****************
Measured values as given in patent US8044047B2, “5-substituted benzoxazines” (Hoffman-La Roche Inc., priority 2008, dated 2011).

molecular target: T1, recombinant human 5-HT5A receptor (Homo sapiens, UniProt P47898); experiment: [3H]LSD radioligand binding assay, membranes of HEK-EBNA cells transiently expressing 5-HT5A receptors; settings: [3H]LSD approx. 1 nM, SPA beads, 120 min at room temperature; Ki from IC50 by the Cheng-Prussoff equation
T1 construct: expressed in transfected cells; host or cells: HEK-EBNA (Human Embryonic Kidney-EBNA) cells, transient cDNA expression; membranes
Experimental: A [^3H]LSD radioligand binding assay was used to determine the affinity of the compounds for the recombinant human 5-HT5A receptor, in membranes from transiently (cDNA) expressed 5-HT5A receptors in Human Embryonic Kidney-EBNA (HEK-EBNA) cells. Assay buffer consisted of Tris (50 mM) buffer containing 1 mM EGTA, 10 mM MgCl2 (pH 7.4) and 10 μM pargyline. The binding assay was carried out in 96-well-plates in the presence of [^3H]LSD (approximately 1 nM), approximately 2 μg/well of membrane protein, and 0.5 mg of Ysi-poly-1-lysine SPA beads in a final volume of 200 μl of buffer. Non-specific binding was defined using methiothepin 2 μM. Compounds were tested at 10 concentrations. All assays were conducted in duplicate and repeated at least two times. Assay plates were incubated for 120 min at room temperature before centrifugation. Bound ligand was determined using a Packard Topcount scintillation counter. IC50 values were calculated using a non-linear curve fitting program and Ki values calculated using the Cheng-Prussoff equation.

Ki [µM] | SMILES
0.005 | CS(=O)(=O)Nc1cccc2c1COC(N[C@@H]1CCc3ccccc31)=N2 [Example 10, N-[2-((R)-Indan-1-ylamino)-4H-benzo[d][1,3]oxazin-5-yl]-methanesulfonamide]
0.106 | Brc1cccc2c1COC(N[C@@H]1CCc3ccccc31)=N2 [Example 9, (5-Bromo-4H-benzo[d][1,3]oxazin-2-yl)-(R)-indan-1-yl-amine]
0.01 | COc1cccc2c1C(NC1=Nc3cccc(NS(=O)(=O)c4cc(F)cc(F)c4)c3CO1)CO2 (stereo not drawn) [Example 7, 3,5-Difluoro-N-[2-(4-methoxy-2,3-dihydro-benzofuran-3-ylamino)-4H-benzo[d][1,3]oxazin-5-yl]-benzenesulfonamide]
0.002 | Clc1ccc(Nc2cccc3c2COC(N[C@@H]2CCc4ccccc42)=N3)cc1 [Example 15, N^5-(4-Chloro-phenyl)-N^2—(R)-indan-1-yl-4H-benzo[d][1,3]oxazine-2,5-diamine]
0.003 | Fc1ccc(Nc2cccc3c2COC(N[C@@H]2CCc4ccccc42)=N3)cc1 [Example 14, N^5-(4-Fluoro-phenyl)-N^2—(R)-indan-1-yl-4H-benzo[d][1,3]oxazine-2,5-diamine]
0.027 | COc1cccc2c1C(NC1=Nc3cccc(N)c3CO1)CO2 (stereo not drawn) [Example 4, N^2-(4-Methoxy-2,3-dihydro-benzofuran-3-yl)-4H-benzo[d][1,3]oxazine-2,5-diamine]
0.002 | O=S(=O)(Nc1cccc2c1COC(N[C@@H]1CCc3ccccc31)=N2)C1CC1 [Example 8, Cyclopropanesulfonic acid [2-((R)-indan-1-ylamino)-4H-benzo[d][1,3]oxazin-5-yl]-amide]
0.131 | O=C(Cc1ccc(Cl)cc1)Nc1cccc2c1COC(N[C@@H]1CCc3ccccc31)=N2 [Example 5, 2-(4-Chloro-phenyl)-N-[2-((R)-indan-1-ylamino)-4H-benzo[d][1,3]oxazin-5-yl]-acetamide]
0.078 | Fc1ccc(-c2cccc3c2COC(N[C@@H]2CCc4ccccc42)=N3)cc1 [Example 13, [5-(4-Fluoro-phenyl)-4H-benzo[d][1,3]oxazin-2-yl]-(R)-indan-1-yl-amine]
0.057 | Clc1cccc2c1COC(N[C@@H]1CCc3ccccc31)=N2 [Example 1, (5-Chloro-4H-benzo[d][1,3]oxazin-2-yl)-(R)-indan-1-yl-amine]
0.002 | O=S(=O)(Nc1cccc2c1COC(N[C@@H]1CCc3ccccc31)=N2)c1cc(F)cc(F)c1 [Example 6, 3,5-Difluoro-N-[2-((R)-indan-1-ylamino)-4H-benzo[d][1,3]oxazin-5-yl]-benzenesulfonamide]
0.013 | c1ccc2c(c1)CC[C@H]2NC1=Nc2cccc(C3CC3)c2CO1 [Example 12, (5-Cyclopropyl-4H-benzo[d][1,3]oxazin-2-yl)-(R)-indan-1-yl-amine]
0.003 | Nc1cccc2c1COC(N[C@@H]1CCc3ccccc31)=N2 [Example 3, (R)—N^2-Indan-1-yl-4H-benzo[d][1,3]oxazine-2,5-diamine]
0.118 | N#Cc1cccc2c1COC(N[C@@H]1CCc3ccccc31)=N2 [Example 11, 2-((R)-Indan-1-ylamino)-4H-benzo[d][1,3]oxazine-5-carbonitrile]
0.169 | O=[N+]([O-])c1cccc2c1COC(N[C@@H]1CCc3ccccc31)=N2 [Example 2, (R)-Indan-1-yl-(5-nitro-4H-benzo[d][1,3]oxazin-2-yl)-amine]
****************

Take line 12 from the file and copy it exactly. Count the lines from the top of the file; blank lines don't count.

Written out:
0.002 | O=S(=O)(Nc1cccc2c1COC(N[C@@H]1CCc3ccccc31)=N2)C1CC1 [Example 8, Cyclopropanesulfonic acid [2-((R)-indan-1-ylamino)-4H-benzo[d][1,3]oxazin-5-yl]-amide]